Schofield Barracks – Military intelligence Soldiers conducted training on the U.S. Army’s newest surveillance and battlefield mapping drone technology, last Thursday.
The One World Terrain system quietly circles the sky capturing the terrain below in three-dimensional detail using its advanced imagery collection system known as the Tactical Handheld Automated Navigational Mapping and Observation System.
“It’s lightweight, resilient, and durable. It’s absolutely silent,” said Capt. Evelyn Payne, 2nd Brigade Combat Team, 25th Infantry Division’s assistant intelligence officer, when asked how it compares to previous surveillance technology used by the U.S. Army.
The OWT’s THANOS system provides 3D terrain mapping with accuracy down to a two centimeter differential. From miles away and in a safe environment, an operator can virtually ‘move’ through the battlespace using only a mouse and keyboard.
“You can count the stairs and see in windows,” said Chief Warrant Officer Beau Dean, 2IBCT, 25th ID’s intelligence support element chief. “Commanders and leaders can walk through the battle before it begins. They can determine if an obstacle is too high for the warfighter to cross. It's impressive. It's a 'game-changer.'”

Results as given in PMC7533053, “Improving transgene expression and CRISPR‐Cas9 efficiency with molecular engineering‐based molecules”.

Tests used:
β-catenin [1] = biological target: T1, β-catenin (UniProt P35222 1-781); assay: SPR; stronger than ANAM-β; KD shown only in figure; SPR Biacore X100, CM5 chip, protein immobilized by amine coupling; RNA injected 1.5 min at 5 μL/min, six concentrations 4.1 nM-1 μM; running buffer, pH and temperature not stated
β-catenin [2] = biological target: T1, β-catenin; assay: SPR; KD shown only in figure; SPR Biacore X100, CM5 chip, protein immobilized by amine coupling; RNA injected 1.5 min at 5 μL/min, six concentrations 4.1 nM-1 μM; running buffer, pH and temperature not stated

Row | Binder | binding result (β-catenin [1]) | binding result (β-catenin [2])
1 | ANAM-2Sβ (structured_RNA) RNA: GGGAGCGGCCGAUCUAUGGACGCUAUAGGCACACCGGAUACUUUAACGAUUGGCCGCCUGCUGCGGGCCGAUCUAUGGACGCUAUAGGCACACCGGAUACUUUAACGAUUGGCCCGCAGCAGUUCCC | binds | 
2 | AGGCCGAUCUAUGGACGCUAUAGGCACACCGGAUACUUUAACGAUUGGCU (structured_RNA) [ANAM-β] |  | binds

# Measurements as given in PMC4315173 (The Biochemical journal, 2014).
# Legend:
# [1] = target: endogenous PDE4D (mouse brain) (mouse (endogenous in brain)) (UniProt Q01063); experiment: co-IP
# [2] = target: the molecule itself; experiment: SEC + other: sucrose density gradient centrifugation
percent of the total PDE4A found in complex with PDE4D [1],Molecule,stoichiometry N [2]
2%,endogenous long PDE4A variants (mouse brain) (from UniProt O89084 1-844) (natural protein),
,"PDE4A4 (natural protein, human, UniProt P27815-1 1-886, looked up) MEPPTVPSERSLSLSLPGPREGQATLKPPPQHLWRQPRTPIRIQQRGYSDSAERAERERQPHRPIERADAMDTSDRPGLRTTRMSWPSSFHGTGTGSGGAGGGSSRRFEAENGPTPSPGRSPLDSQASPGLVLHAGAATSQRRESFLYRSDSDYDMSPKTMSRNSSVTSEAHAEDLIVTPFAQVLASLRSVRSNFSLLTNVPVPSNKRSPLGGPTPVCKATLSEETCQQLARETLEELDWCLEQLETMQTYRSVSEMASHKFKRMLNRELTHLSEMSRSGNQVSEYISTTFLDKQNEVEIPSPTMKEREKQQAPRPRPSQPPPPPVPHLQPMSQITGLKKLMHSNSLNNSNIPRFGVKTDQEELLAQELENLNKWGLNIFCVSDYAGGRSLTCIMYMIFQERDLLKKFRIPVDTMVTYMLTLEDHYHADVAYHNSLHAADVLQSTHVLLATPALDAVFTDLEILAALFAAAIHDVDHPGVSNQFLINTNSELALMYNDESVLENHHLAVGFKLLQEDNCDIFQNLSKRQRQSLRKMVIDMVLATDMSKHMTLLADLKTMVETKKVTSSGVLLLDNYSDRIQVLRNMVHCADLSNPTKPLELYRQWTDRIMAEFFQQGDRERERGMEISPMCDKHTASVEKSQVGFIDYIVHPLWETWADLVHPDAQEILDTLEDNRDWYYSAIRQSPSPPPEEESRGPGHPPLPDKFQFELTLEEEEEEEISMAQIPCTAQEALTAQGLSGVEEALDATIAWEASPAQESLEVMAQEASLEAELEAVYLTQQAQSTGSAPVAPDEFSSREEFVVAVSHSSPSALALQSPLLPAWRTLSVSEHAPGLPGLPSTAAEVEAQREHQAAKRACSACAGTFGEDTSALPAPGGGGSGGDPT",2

The OWT is made of material similar to Styrofoam and weighs just under five pounds. Soldiers can assemble it nearly half the speed as former models. Operators will endure far fewer problems launching the system by hand than we’ve seen in previous models. What used to take days, now only takes a few hours, Payne said.
“It’s perfect for our ‘Lightfighters,’ scouts, and dismounted infantry,’” Payne said. “The Tropic Lightning mission requires speed. Every pound on a Soldier’s back counts. Now, they can move quicker under a lighter load. They can visualize the entire battlefield before engaging the enemy.”
Fielding the OWT is part of the U.S. Army’s larger modernization effort, equipping Soldiers with synthetic training capabilities.
“We are excited to be one of the first brigades to implement this new technology,” said Payne. “We look forward to sharing it’s capabilities with our sister brigades and partners.”